Category Archives: Words and Phrases

MURDER AT THE DINNER TABLE, MANNERS, KNIVES, FORKS…AND “COURTESY.”

Jerry Anderson   March 9, 2016   Comments Off on MURDER AT THE DINNER TABLE, MANNERS, KNIVES, FORKS…AND “COURTESY.”

Until the early 1600s knives that were placed at a dinner table had sharp points. Many people ate with their hands and had no utensils of any kind. In France during the reign of King Louis XIII a famous historical figure named Duc de Richelieu ( better known to us as Cardinal Richelieu) was both a Cardinal of the Catholic… Read more »

Why do we say “God bless you” when someone sneezes?

Jerry Anderson   February 29, 2016   Comments Off on Why do we say “God bless you” when someone sneezes?

In the 7th century A.D. it was common practice for people to respond to someone sneezing by saying words that meant, in effect, “congratulations,” “good job,” or “way to go.” This was done because it was believed that sneezing was the body’s attempt to expel the devil or an evil spirit from the body. Sneezing was a positive thing, the… Read more »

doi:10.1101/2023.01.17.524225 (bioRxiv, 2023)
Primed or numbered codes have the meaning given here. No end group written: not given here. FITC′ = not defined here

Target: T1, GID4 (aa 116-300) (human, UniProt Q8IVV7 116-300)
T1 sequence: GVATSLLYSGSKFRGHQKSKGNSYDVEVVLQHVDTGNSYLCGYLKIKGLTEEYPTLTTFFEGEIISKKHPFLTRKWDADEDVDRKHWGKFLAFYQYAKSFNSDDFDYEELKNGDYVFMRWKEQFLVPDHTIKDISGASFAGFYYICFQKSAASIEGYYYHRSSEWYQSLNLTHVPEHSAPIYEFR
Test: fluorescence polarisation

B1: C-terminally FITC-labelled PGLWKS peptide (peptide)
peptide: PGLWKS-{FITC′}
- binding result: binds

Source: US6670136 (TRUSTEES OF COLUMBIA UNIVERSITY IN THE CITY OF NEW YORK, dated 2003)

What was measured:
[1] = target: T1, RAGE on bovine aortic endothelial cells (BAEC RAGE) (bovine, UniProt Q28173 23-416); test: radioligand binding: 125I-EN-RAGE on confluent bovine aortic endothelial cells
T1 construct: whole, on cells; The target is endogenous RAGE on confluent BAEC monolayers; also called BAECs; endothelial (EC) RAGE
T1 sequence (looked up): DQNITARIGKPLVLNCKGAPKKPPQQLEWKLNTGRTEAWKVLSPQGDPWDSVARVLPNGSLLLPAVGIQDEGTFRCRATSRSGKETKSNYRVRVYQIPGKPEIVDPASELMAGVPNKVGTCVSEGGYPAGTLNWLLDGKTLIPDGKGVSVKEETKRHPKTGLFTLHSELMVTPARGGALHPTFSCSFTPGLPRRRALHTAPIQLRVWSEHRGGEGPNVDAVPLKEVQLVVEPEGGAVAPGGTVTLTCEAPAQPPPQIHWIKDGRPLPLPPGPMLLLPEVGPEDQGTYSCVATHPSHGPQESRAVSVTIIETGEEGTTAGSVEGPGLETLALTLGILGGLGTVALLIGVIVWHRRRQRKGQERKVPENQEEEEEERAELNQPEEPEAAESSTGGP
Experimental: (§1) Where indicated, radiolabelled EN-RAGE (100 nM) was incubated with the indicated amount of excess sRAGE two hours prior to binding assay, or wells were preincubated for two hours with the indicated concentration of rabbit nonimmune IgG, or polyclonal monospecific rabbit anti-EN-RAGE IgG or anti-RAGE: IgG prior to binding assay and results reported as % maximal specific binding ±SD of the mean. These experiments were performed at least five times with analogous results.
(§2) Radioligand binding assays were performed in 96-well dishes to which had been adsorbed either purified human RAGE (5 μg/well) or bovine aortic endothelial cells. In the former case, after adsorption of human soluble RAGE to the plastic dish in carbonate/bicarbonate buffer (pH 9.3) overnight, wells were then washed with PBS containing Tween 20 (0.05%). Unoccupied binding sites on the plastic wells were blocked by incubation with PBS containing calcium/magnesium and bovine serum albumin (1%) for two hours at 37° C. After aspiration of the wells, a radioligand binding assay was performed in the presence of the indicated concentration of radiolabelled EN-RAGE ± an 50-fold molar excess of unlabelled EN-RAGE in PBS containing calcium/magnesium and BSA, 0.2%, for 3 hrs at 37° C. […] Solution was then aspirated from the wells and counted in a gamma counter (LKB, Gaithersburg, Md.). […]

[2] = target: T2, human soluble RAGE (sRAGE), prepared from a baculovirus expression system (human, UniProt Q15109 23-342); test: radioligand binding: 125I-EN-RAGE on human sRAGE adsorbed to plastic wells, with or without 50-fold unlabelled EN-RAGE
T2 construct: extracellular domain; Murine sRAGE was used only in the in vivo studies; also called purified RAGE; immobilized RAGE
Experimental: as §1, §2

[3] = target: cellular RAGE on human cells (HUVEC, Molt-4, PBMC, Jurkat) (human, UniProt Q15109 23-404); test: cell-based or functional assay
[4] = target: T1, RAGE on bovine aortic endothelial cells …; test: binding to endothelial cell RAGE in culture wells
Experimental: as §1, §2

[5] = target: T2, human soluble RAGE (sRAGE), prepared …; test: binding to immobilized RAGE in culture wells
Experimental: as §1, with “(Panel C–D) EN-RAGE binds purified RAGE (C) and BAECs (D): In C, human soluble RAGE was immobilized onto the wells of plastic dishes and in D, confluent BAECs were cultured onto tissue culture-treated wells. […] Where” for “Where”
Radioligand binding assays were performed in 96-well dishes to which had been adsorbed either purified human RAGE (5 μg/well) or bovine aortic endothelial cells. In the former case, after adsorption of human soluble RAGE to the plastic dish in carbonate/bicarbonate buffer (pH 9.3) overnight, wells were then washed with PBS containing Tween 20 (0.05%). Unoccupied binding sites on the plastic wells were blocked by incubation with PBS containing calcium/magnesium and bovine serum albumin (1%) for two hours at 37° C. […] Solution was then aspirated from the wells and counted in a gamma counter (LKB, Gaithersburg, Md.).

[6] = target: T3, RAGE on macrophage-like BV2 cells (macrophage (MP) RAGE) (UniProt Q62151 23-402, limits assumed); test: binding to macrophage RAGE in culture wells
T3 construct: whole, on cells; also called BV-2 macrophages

What Did Jesus Actually Look Like? Plus, Prayer And The Pretzel.

Jerry Anderson   February 24, 2016   Comments Off on What Did Jesus Actually Look Like? Plus, Prayer And The Pretzel.

The word “Christ” comes from the Greek word “christos” which means “messiah.” Forensic anthropologists, geneticists, and other scientists have come up with a picture of Jesus much different from the one most of us are familiar with (such as the one below). Using the best techniques available to science, they have come up with a “best guess” image of what… Read more »

The “hammock.” Where does that word come from?

Jerry Anderson   February 19, 2016   Comments Off on The “hammock.” Where does that word come from?

When Columbus and his men reached the West Indies in 1492, they found the natives sleeping in hanging beds called “hamacas.” Sailors borrowed this idea immediately for two good reasons. First, it made it possible for them to avoid sleeping on the often wet and filthy floors and decks of their ships. Second,  it was a way to prevent rats,… Read more »

WHY IS A DRUNKARD CALLED A “LUSH”?

Jerry Anderson   February 16, 2016   Comments Off on WHY IS A DRUNKARD CALLED A “LUSH”?

  Dr. Thomas Lushington, was an English clergyman/chaplain who was widely and famously known to like his liquor, and indulged himself deeply and frequently in this singular vice. He lived from 1590 to 1661, a long life for that time in history and, it can be speculated, it was a result of his penchant for drink. Water was not safe… Read more »